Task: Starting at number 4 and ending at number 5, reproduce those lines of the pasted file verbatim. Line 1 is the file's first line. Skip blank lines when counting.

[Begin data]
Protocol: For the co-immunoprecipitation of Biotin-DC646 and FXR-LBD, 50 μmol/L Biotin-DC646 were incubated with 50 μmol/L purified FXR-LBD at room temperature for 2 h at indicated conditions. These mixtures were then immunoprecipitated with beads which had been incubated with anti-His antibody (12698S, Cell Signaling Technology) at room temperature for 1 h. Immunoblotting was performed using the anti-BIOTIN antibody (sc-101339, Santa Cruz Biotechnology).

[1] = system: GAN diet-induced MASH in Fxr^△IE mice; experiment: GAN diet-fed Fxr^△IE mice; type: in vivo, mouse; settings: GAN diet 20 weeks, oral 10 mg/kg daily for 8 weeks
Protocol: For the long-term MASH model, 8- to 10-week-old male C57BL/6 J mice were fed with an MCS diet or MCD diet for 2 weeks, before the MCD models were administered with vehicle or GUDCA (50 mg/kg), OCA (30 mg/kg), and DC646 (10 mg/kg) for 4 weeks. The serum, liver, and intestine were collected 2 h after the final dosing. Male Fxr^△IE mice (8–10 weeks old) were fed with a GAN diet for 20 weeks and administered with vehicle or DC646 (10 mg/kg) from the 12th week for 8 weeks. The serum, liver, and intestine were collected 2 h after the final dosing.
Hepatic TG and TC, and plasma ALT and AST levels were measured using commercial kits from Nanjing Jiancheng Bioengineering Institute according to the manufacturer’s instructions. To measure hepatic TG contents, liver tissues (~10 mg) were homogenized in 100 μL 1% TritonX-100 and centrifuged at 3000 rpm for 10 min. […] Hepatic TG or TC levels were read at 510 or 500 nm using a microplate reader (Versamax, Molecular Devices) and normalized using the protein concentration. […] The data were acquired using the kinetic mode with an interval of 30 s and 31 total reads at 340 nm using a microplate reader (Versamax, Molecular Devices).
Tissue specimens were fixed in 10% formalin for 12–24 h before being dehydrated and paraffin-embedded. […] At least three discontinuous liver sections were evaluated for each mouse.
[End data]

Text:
Hepatic TG and TC, and plasma ALT and AST levels were measured using commercial kits from Nanjing Jiancheng Bioengineering Institute according to the manufacturer’s instructions. To measure hepatic TG contents, liver tissues (~10 mg) were homogenized in 100 μL 1% TritonX-100 and centrifuged at 3000 rpm for 10 min. […] Hepatic TG or TC levels were read at 510 or 500 nm using a microplate reader (Versamax, Molecular Devices) and normalized using the protein concentration. […] The data were acquired using the kinetic mode with an interval of 30 s and 31 total reads at 340 nm using a microplate reader (Versamax, Molecular Devices).
Tissue specimens were fixed in 10% formalin for 12–24 h before being dehydrated and paraffin-embedded. […] At least three discontinuous liver sections were evaluated for each mouse.